Japan is also under-represented in this year's APT, although the inclusions are striking enough, especially a large, multimedia installation by Tadasu Takamine, which deals with the Fukushima tragedy in an oblique but lyrical manner.
The piece feels especially poignant with the news that Japan's incoming government plans to reopen the nuclear plants.
It should also be noted that India, another emerging powerhouse in world art, is represented by solid rather than spectacular works this time around.
The most eye-catching pieces are the paintings of Raqib Shaw, who was born in India but has lived for years in London, where he shows with the fashionable White Cube gallery. His large, crowded pictures that draw on Hindu, Buddhist and Western sources have made him one of the fastest-rising artists in the world.
A nation well represented in 2012 is Indonesia, and rightly so. In recent years, with the growth of its economy and more liberal cultural attitudes, Indonesia has been producing some of the wildest art to be found anywhere. The aggressive nature of this work, which is rooted in pop-cultural forms such as rock music, street art and cartoons, is a coiled-spring reaction to the lack of opportunities endured by Indonesian artists in the past.
Now that figures such as Uji Handoko Eko Saputro (aka Hahan) and Wedhar Riyadi can enjoy their time in the spotlight, they are making large-scale, bold, satirical works that possess the same crude energy that punk rock brought to the British music scene. The results are similar, too. It's not pretty, but it's exciting.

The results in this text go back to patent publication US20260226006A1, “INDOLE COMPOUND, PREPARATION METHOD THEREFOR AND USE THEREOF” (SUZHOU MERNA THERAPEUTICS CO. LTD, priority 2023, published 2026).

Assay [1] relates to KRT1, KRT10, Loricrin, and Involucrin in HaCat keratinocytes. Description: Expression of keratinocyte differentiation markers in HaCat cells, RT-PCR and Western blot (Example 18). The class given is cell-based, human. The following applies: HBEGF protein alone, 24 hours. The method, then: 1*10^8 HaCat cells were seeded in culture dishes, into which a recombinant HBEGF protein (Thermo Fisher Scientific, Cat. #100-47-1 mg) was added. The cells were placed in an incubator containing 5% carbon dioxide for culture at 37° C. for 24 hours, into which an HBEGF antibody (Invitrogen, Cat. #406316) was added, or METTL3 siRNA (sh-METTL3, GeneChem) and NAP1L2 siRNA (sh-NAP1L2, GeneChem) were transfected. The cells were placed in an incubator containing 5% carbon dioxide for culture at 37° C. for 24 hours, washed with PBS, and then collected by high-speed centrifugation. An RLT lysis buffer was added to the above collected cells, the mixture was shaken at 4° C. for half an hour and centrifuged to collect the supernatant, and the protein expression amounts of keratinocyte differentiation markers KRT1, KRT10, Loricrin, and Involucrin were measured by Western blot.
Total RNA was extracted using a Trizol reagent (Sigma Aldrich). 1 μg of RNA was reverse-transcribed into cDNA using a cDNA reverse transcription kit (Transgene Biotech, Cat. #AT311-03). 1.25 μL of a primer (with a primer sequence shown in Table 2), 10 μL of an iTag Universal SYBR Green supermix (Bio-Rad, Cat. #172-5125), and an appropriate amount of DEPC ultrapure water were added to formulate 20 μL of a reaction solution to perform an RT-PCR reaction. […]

The art that is emerging from western Asia and the Middle East is not at all like the new art from Indonesia, which suggests one cannot make generalisations about the influence of Islam. Indonesia, the world's largest Islamic republic, has gone punk, while Middle Eastern artists take a more cerebral approach. There's a fascinating essay to be written that compares these diverging paths.
If much of the APT's Pacific art feels more traditional than contemporary, the work of indigenous Australians is markedly innovative. Daniel Boyd has risen to a new level, with a video installation that playfully mimics western desert dot painting, and a series of canvases that investigate the cultural construction of "otherness".
A Tiwi painter, Timothy Cook, becomes more impressive with every viewing, while Michael Cook (no relation), has contributed a series of subtle, beautifully crafted photographs that look back on the colonial era through Aboriginal eyes.
But if one artist steals the show, it must be Swan Hill-born artist Lorraine Connelly-Northey, who has created 10 Narbong (pictured) - the Wiradjuri word for string bag - on a monumental scale, using jagged, rusted metal, barbed wire and other industrial materials. This row of Frankenstein handbags is arrayed along the main balcony of the gallery like chic goods in a boutique. They have a presence and power that makes everything else seem tame, even the riotous Indonesians - and this is exactly what one wants from a work of art, no matter where we stand in the world.